# Enigmatic Code

Programming Enigma Puzzles

## Enigma 535: For old time’s sake

From New Scientist #1687, 21st October 1989 [link]

“What time is it dear?” asked old Mrs Protheroe, from her wheelchair. “Is it time for the evening news yet?” Her husband pulled the watch, on the end of its chain, from his waistcoat pocket. “Drat! It’s stopped; I must have forgotten to wind it up last night.”

“That’s no cause for you to use such strong language,” snapped his wife. “Anyway, Joanna has left her watch on the sideboard. Perhaps that’s working.”

Mr Protheroe picked up his grand-daughter’s watch and stared at it. Now he was what one might call old-fashioned: he had no truck with modern contraptions, like digital watches. His brow furrowed in concentration as, for the first time in his life, he tried to decipher the strange looking figures on the face of the watch. He turned it first one way, then the other, until, with a triumphant “Ah!”, he announced the correct time to his wife.

What Mr Protheroe did not realise was that:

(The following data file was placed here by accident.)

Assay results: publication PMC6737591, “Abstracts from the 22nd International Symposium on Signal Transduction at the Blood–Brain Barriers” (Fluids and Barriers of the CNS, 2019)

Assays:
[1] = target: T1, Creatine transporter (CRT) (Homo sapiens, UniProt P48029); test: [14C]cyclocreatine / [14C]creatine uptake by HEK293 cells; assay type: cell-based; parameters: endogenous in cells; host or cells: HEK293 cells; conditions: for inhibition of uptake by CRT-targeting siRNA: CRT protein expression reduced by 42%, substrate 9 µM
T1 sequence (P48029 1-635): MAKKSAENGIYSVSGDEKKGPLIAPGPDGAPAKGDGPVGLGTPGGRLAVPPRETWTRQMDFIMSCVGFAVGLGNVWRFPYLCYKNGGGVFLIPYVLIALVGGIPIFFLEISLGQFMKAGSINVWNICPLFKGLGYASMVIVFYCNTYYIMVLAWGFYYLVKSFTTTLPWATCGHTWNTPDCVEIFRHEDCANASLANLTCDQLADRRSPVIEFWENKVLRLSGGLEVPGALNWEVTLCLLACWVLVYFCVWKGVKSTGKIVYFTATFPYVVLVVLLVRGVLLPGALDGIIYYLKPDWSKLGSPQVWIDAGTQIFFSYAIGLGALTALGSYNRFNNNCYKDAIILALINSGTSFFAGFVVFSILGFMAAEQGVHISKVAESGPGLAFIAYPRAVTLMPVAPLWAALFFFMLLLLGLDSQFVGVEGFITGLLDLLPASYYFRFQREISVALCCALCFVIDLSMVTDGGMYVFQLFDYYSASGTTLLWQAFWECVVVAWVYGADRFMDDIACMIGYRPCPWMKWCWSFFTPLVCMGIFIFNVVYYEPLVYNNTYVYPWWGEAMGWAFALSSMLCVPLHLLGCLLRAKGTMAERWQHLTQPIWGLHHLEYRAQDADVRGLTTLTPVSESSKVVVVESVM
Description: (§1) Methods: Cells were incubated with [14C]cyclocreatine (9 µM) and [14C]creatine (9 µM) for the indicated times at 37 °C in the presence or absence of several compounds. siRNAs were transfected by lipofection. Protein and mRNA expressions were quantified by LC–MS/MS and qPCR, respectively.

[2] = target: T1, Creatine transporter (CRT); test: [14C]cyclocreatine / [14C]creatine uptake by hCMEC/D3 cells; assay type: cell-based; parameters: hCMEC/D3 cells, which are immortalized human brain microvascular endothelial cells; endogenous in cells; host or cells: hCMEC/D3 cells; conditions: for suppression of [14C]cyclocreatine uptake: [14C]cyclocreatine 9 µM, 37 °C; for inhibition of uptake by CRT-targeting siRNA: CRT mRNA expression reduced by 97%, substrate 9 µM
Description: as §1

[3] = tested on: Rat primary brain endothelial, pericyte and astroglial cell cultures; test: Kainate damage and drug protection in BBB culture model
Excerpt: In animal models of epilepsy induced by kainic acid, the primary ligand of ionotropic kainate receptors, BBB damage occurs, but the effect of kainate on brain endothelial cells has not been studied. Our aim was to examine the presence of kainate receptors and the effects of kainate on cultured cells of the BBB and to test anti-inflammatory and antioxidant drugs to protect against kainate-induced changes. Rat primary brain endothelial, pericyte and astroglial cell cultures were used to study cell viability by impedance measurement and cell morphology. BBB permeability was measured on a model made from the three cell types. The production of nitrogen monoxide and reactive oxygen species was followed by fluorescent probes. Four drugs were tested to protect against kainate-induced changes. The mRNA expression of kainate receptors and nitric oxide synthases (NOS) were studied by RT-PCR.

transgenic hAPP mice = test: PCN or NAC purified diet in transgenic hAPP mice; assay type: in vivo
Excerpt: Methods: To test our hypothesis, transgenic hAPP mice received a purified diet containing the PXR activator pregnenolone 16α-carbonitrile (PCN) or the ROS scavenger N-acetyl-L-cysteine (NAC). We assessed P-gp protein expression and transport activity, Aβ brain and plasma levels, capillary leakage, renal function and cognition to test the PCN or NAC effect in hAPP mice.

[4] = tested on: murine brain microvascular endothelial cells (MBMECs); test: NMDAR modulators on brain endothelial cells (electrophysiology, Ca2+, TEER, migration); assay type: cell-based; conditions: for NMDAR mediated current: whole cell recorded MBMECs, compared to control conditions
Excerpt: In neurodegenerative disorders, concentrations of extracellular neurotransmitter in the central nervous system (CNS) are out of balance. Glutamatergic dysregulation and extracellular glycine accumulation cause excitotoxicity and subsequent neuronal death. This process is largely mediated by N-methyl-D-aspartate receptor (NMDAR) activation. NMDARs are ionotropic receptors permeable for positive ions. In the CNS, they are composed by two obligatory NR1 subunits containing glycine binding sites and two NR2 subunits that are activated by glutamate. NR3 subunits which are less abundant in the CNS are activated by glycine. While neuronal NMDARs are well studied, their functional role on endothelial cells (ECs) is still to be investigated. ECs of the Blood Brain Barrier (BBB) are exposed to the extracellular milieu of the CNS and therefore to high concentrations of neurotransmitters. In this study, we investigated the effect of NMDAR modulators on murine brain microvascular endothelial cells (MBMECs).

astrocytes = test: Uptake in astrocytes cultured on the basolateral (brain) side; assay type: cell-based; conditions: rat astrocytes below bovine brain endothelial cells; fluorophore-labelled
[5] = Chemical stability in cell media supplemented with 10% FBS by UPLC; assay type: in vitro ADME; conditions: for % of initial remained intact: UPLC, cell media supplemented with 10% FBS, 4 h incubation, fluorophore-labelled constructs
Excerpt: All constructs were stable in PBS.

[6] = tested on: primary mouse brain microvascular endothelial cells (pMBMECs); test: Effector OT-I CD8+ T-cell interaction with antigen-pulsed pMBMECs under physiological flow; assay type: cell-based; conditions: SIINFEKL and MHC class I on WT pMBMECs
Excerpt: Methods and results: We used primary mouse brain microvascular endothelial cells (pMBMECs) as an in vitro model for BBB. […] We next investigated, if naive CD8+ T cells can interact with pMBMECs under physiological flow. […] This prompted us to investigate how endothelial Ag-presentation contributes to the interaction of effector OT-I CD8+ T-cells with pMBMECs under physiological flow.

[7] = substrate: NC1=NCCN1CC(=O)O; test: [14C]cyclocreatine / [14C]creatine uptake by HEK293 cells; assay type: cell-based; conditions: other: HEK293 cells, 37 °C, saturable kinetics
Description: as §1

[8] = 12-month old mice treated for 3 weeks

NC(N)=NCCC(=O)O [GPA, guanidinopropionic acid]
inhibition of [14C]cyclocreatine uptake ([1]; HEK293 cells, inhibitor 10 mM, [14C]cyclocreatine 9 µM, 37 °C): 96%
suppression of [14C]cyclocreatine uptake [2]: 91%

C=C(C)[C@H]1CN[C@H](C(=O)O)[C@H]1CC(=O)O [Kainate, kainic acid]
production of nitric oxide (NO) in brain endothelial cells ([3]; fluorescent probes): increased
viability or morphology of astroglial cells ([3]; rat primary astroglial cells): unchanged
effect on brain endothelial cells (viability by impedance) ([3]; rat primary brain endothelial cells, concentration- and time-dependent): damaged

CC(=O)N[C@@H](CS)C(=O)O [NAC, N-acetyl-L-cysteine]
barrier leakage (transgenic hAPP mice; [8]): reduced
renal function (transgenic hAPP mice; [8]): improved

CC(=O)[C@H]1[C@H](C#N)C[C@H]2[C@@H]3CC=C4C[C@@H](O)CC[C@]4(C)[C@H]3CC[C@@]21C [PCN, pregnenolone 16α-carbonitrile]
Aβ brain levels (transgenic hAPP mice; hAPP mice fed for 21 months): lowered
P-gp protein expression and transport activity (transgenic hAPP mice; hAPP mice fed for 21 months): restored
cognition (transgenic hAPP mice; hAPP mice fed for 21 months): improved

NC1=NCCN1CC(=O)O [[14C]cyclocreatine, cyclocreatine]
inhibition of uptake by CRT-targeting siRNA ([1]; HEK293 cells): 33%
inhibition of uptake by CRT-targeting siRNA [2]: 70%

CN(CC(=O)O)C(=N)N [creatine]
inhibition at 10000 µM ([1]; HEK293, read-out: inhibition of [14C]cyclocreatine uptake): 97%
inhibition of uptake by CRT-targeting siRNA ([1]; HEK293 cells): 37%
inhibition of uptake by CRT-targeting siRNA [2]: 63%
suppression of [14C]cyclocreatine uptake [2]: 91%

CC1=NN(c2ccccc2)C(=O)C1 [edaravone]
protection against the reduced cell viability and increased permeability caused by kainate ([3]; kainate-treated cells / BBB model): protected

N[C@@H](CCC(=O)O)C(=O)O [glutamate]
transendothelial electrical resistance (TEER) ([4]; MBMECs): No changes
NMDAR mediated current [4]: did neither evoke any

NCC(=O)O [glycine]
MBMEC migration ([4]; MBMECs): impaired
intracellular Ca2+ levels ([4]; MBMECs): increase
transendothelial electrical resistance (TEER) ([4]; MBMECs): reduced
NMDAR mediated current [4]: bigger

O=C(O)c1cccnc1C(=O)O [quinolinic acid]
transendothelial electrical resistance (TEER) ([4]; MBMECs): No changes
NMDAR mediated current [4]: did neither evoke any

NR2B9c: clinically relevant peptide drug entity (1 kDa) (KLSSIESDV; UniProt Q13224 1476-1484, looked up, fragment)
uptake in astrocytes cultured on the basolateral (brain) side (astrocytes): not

(a) He was holding the watch upside-down;
(b) The watch was 21 minutes slow.

Nevertheless, the time he announced was the correct one.

What time was it?

[enigma535]

### One response to “Enigma 535: For old time’s sake”

1. Jim Randell 4 February 2020 at 10:04 am

I only considered cases where the digits observed by Mr Protheroe would read as the correct time.

But there are more complicated situations where times could be confused:

22:10 = “twenty-two, ten”
21:40 = “twenty to ten”

This Python program runs in 86ms.

Run: [ @repl.it ]

```from itertools import product
from enigma import irange, nsplit, nconcat, printf

# digits that can be inverted
inv = { 0: 0, 1: 1, 2: 2, 5: 5, 6: 9, 8: 8, 9: 6 }

# invert a sequence of digits
def inverted(ds):
try:
return list(inv[d] for d in reversed(ds))
except KeyError:
return None

# are times equvalent?
def time_eq(h1, m1, h2, m2):
return m1 == m2 and abs(h1 - h2) % 12 == 0

# consider possible hh:mm times in the evening
for (hh, mm) in product(irange(18, 23), irange(0, 59)):

# but the watch is 21 minutes slow ...
(h, m) = divmod(hh * 60 + mm - 21, 60)

# and upside down
ds = inverted(nsplit(h, 2) + nsplit(m, 2))
if ds is None: continue

# but do the digits give the correct time?
(h2, m2) = (nconcat(ds[:2]), nconcat(ds[2:]))
if time_eq(hh, mm, h2, m2):
# output solution
printf("{hh:02d}:{mm:02d} -> {h:02d}:{m:02d} -> {h2:02d}:{m2:02d}")
```

Solution: The time was 10:22 pm.

The time displayed on the digital watch, which was running 21 minutes slow, was: “22:01”.

Mr Protheroe looked at the watch upside down and saw: “10:22”.

So he announced the time as: “ten, twenty-two”.

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